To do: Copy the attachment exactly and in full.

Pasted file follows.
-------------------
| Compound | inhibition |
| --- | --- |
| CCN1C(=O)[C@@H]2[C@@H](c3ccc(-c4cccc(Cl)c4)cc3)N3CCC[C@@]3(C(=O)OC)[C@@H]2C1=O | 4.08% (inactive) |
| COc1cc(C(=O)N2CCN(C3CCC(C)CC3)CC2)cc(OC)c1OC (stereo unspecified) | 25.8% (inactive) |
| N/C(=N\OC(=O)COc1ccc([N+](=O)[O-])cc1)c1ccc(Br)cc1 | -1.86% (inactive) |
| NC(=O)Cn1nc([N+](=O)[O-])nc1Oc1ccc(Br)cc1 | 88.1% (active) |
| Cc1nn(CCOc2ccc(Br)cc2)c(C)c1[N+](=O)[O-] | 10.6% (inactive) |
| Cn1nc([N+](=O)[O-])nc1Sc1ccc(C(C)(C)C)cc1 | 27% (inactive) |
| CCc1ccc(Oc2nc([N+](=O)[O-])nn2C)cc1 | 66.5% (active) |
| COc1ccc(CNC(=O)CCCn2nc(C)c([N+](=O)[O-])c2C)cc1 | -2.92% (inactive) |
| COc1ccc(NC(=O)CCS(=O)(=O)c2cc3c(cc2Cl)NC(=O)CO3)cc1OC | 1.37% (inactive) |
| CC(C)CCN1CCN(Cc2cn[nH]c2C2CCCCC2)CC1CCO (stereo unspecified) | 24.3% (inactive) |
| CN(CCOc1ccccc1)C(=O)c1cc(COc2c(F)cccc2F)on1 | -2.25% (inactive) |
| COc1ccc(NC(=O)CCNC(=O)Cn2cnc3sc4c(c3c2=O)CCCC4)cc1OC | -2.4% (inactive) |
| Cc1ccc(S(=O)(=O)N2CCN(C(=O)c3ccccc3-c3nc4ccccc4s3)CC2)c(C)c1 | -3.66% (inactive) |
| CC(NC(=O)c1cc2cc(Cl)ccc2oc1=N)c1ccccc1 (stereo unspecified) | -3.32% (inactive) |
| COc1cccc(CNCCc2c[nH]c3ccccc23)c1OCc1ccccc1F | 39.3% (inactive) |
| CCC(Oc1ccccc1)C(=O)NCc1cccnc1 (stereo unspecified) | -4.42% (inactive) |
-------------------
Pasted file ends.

| Compound | inhibition |
| --- | --- |
| CCN1C(=O)[C@@H]2[C@@H](c3ccc(-c4cccc(Cl)c4)cc3)N3CCC[C@@]3(C(=O)OC)[C@@H]2C1=O | 4.08% (inactive) |
| COc1cc(C(=O)N2CCN(C3CCC(C)CC3)CC2)cc(OC)c1OC (stereo unspecified) | 25.8% (inactive) |
| N/C(=N\OC(=O)COc1ccc([N+](=O)[O-])cc1)c1ccc(Br)cc1 | -1.86% (inactive) |
| NC(=O)Cn1nc([N+](=O)[O-])nc1Oc1ccc(Br)cc1 | 88.1% (active) |
| Cc1nn(CCOc2ccc(Br)cc2)c(C)c1[N+](=O)[O-] | 10.6% (inactive) |
| Cn1nc([N+](=O)[O-])nc1Sc1ccc(C(C)(C)C)cc1 | 27% (inactive) |
| CCc1ccc(Oc2nc([N+](=O)[O-])nn2C)cc1 | 66.5% (active) |
| COc1ccc(CNC(=O)CCCn2nc(C)c([N+](=O)[O-])c2C)cc1 | -2.92% (inactive) |
| COc1ccc(NC(=O)CCS(=O)(=O)c2cc3c(cc2Cl)NC(=O)CO3)cc1OC | 1.37% (inactive) |
| CC(C)CCN1CCN(Cc2cn[nH]c2C2CCCCC2)CC1CCO (stereo unspecified) | 24.3% (inactive) |
| CN(CCOc1ccccc1)C(=O)c1cc(COc2c(F)cccc2F)on1 | -2.25% (inactive) |
| COc1ccc(NC(=O)CCNC(=O)Cn2cnc3sc4c(c3c2=O)CCCC4)cc1OC | -2.4% (inactive) |
| Cc1ccc(S(=O)(=O)N2CCN(C(=O)c3ccccc3-c3nc4ccccc4s3)CC2)c(C)c1 | -3.66% (inactive) |
| CC(NC(=O)c1cc2cc(Cl)ccc2oc1=N)c1ccccc1 (stereo unspecified) | -3.32% (inactive) |
| COc1cccc(CNCCc2c[nH]c3ccccc23)c1OCc1ccccc1F | 39.3% (inactive) |
| CCC(Oc1ccccc1)C(=O)NCc1cccnc1 (stereo unspecified) | -4.42% (inactive) |